Conspiracies and Pseudo-Skepticism, Part I

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Barrett Brown

I am the founder of the distributed think-tank Project PM and a regular inactive to Vanity Fair and Skeptical Inquirer. My work has also appeared in The Onion, National Lampoon, New York Press, D Magazine, Skeptic, McSweeney's, American Atheist, and a couple of newspapers in the U.S. and Mexico as well as a few policy journals. I'm the author of two books and serve as a consultant to various political entities and private clients.

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14 Responses

  1. Avatar Sergey Romanov says:

    Eh, Barrett, even Raimondo has a better sense on this issue 😉Report

    • Avatar Barrett Brown in reply to Sergey Romanov says:

      Raimondo didn’t know any of the most basic details of the case but nonetheless acted as if he did and otherwise based his position on his hatred of Israel. As I’ll discuss tomorrow, Raimondo’s chief motivation is opposing Israel. I know that you think he’s right in conclusion, but seriously, look at the manner of this argument. He started making claims without knowing basic established facts, such as who was arrested and when, but nonetheless he spoke as if he did and did not feel embarrassed when I called him on it. He has no intellectual honesty, but rather emotional stances that trump any journalistic decency.Report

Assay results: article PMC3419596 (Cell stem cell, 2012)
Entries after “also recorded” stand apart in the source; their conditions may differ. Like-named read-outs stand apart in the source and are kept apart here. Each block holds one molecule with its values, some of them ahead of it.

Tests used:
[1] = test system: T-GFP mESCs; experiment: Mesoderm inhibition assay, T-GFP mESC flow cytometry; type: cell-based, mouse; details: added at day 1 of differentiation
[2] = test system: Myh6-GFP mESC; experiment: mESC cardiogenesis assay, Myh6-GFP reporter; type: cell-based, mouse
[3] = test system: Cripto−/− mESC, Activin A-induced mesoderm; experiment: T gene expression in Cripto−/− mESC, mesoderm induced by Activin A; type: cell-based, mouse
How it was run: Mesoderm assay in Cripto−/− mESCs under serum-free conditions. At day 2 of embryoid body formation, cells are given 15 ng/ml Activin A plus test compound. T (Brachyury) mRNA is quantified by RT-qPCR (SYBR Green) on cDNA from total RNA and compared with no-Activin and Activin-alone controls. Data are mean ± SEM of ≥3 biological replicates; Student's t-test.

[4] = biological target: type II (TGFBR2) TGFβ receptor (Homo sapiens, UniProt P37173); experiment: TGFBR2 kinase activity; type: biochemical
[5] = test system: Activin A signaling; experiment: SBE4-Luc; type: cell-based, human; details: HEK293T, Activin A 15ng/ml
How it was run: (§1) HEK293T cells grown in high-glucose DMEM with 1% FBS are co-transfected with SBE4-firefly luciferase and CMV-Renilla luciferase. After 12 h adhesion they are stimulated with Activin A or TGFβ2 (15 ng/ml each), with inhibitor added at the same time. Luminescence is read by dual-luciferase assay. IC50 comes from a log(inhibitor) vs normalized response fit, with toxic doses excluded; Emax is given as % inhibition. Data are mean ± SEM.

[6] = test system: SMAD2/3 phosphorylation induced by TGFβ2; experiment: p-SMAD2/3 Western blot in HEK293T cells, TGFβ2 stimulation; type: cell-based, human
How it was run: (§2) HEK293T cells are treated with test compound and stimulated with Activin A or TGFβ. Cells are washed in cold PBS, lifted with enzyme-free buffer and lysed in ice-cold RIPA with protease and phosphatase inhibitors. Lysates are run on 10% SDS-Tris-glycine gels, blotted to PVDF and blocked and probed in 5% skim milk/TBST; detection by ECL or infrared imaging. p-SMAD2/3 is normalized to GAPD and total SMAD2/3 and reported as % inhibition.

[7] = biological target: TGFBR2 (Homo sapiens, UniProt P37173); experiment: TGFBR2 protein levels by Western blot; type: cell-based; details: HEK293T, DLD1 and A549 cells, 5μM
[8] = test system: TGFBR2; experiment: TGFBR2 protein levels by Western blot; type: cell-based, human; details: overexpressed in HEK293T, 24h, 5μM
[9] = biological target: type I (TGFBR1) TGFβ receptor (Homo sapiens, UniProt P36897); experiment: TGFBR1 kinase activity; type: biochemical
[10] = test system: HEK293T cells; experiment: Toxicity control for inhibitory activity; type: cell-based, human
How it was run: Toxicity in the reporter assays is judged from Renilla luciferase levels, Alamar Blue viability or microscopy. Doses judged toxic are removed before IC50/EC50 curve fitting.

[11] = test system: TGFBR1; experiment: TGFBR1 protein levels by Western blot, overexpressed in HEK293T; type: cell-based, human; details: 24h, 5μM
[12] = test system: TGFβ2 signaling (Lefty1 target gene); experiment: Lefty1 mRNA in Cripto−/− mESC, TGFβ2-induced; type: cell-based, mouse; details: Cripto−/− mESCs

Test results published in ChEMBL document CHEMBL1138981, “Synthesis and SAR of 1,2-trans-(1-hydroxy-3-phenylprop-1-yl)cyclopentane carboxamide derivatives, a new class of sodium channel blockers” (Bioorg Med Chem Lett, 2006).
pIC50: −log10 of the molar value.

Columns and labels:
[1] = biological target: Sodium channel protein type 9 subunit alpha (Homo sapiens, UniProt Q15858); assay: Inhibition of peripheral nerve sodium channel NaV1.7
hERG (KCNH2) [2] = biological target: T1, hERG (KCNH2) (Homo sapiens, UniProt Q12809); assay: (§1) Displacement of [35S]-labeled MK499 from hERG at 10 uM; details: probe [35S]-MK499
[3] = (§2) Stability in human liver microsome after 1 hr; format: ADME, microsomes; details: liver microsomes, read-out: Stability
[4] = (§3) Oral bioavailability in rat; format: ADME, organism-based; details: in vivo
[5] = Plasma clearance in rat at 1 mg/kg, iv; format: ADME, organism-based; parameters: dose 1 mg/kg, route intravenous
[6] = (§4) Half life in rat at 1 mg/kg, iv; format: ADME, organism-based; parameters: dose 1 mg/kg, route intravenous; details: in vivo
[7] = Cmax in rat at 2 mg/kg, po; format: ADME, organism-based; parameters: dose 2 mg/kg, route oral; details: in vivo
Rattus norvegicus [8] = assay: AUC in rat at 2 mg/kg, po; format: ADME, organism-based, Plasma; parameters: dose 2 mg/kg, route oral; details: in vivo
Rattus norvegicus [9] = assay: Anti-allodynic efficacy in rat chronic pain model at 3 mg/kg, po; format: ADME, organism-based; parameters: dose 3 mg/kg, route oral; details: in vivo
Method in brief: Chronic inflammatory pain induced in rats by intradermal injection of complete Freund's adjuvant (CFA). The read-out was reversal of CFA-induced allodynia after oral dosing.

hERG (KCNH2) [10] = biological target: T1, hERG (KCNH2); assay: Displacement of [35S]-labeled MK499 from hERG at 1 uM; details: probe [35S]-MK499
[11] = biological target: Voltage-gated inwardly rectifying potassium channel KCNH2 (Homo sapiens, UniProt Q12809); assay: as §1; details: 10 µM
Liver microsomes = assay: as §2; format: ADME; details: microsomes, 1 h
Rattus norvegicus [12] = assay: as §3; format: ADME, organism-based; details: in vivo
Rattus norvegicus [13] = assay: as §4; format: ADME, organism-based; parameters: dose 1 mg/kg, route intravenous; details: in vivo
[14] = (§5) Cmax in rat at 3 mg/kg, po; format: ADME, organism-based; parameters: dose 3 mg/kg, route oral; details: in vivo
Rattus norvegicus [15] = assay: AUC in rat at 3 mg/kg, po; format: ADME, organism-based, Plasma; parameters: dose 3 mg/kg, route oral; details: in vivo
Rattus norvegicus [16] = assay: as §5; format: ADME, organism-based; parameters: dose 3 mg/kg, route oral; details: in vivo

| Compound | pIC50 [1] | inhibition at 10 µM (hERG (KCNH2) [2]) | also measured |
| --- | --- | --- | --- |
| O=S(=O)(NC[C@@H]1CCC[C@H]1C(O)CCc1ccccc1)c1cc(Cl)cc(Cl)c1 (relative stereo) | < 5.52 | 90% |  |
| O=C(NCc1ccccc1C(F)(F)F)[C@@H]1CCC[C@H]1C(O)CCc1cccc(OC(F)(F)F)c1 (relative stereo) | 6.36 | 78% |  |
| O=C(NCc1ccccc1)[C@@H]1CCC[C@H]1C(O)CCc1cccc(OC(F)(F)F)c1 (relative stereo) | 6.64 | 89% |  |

• Avatar Barrett Brown in reply to Barrett Brown says:

        At any rate, I would prefer to debate with you on this as Rauimondo is – and I only make such charges after a great of analysis – intent on ignoring the Russian attacks merely because the “neo-cons” hate Russia and neo-cons are in favor of Isreal. He is a journalist and commentator who pursues truth only to the extent that it damages Israel. I’ll expand more on this soon.Report

  2. Avatar Michael Drew says:

    “Special Operations agent”? You sure that was his title?Report

  3. Avatar DensityDuck says:

    “Justin: the only fashionable, socially acceptable conspiracy theories seem to be anti-Russian. that in itself could form the basis of a very convincing conspiracy theory”

    9/11 troofers? Birthers? Moon-landing-hoax? Exploding Pinto? There are plenty of “fashionable, socially acceptable conspiracy theories”. Just because it’s on snopes.com doesn’t mean it’s not a conspiracy theory; such thinking comes from the same place as urban legends.Report

    • Avatar Barrett Brown in reply to DensityDuck says:

      Even though you’re speaking against my opponent, who is off-base in his self-serving assessment, I would take issue with your idea that Obama birthism and 9/11 conspiracies are “fashionable” and “socially acceptable.” What do those terms mean, in your view?Report

  4. Avatar Moody B says:

    The trick is to retain the ability to remove an emotional response and view evidence objectively. Our media today is designed to ensure emotions control our cognitive reasoning. It is for this reason that no matter what any actual verifiable evidence may present itself, many are so emotionally vested (via the use of triggers/repetition/conditioning) in the lie that all evidence to the contrary is dismissed out of hand.

    “The real problem is not whether machines think but whether men do.”
    B.F. SkinnerReport

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